Fashion has always held an important role within LGBTQIA+ communities. As a celebration of self-expression, fashion enables queer people to express themselves, signal their identities, break down norms, and create community. I sat down to talk with Lulu and Adam, Director and Vice-President of Expression, about how they are using fashion and creativity to spread these same values across Durham and the North of England.
Last year, Expression showcased its inaugural fashion show in Durham in the summer of 2023 establishing itself as Durham’s LGBTQIA+ fashion show. This year, Expression: Generation 2 is back and spreading its wings even further. After the huge success of last year’s show, Lulu recognised that “we are [now] in this unique position where we can go and get other people involved, we can move to other areas of the north”. This has led to the development of Expression as a business independent of the university: Expression Entertainment CIC. It has already put down roots in Leeds and is looking to continue its expansion over the upcoming years while remaining dedicated to its Durham show.
Expression was born out of a lack of LGBTQIA+ events of that nature in Durham, especially following COVID. “When I first joined Durham, if you wanted to have a gay event, you went to Osbournes and that was it” Lulu shares. For those of you not aware, Monday nights, also known as Rainbow Rooms, is a popular gay night at Osbournes, located just off Elvet Bridge. Lulu went on to explain that a fashion show seemed the perfect type of event to broaden the spaces for LGBTQIA+ people. “Gay people have always used fashion to kind of signal to other queer people that they are one of them … you can build a community just purely through clothing which I’ve always found a really interesting part of gay history”. In recognition of this, last year’s theme centred on gay fashion throughout history, and featured walks dedicated to groups and periods like the dandies, the Ancient Greeks, and Y2K, as well as a memorial walk to the AIDS crisis.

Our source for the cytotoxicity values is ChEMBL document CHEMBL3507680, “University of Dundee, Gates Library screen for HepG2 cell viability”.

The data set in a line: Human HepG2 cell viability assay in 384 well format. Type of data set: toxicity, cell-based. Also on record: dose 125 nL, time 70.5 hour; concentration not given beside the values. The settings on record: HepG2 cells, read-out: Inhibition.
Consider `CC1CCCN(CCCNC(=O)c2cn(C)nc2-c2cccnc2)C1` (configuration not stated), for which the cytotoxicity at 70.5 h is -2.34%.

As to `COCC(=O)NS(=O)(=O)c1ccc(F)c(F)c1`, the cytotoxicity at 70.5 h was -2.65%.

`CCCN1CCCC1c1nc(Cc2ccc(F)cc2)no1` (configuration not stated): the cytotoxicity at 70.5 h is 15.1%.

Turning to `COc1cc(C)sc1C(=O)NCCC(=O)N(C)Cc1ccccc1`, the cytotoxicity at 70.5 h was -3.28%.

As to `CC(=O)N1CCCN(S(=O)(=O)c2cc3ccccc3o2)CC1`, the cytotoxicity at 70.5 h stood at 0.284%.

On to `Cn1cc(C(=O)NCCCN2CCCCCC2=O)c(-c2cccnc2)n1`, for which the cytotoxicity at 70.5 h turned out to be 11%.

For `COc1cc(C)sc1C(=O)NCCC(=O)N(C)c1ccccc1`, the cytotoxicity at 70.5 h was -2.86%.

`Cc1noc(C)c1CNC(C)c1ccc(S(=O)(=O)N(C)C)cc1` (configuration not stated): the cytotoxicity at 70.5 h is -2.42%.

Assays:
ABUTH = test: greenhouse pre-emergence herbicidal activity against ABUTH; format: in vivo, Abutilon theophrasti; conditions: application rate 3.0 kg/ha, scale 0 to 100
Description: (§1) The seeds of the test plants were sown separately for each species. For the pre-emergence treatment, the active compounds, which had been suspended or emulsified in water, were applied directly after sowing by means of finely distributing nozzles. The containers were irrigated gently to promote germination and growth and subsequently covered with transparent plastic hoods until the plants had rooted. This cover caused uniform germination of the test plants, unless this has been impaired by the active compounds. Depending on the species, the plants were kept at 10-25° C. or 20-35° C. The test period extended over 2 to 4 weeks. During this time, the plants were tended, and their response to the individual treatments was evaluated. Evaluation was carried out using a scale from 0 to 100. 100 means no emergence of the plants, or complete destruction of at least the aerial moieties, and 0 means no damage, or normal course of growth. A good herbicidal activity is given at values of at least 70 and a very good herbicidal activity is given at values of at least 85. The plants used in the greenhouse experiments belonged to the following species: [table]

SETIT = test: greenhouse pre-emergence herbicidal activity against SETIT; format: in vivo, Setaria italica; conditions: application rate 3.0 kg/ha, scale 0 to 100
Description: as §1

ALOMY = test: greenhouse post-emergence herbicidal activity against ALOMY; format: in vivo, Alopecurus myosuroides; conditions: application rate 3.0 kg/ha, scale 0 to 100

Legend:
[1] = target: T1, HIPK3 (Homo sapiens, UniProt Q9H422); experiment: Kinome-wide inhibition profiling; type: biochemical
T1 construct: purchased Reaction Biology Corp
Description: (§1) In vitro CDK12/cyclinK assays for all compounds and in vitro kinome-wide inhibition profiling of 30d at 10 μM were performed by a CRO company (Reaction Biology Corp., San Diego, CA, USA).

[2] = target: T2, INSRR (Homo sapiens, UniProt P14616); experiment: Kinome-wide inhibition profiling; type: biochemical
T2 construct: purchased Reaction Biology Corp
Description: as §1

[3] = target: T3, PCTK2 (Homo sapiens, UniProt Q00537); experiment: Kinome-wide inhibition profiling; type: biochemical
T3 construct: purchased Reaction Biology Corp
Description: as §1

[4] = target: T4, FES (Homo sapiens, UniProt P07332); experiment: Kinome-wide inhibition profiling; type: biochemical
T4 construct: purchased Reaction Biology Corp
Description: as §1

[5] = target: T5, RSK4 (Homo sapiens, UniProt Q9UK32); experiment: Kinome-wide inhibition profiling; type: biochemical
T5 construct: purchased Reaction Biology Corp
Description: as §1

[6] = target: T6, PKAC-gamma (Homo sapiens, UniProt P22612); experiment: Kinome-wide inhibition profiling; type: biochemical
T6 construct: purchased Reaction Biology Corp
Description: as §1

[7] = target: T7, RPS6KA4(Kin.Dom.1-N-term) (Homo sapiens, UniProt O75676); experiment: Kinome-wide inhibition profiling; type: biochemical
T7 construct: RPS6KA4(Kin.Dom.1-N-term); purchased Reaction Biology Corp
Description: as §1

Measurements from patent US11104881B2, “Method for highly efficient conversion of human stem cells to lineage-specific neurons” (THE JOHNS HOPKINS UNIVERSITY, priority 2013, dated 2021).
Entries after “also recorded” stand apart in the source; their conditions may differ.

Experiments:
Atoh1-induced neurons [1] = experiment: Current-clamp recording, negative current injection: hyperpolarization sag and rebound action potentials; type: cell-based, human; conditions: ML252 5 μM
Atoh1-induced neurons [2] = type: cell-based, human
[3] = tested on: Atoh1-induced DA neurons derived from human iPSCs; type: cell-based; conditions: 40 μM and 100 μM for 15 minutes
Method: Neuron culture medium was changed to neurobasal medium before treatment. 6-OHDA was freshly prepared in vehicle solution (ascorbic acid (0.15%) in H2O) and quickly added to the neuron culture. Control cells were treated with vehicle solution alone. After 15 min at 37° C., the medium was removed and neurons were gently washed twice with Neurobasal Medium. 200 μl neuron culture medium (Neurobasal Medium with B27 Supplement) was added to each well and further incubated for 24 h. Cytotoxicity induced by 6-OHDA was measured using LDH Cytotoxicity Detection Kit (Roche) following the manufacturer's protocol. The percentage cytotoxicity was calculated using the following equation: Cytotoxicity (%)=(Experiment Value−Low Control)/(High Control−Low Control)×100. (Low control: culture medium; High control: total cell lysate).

The importance of fashion in breaking down norms is also of great significance for trans and non-binary communities; “[Fashion] is such an important, visible part of breaking free from the gender binary. And even outside of those communities, that binary is not very helpful for any of us. As such a visible part of gender expression, just wearing fashion proudly that works against these norms is a form of protest … and that is what I’d like to focus on this year”.
Building on this, Expression’s theme for this year is Queer Revolution and Evolution. “It’s like a twofold theme. The revolution part takes inspiration from historical queer revolutionaries, the idea of pride as protest and revolutionising heteronormative norms … and the evolution part is about asking ‘where do we see ourselves, as a community, going from now?’”
However, it is clear that Expression’s theme of revolution and evolution goes beyond just the looks they will be showcasing on the runway. It is also part of the figurative fabric that defines Expression as an organisation. A key part of this is the evolution Expression is already undergoing, through developing ties with the local communities where they are based. Within the Durham branch of Expression, Adam explains that “the decision to move away from the university and become a company has enabled us to connect the student queer populations to local queer populations … I think it [will] create a much more cohesive community in Durham”.
Recognising the divisions that do exist within Durham between locals and students, Expression wants to ensure that they provide a space that is open to everyone. Adam points out that the majority of queer events in Durham are advertised as student nights; “we are kind of monopolising events and services for the queer community… To be able to open up Expression as an event for the whole community would be a good step in the right direction”. Lulu highlights that this is more important than ever given the current state of the world. “Especially post-COVID, social isolation is a real bad thing and we have been looking for an opportunity to work with the community, in the community surrounded by other queer people”.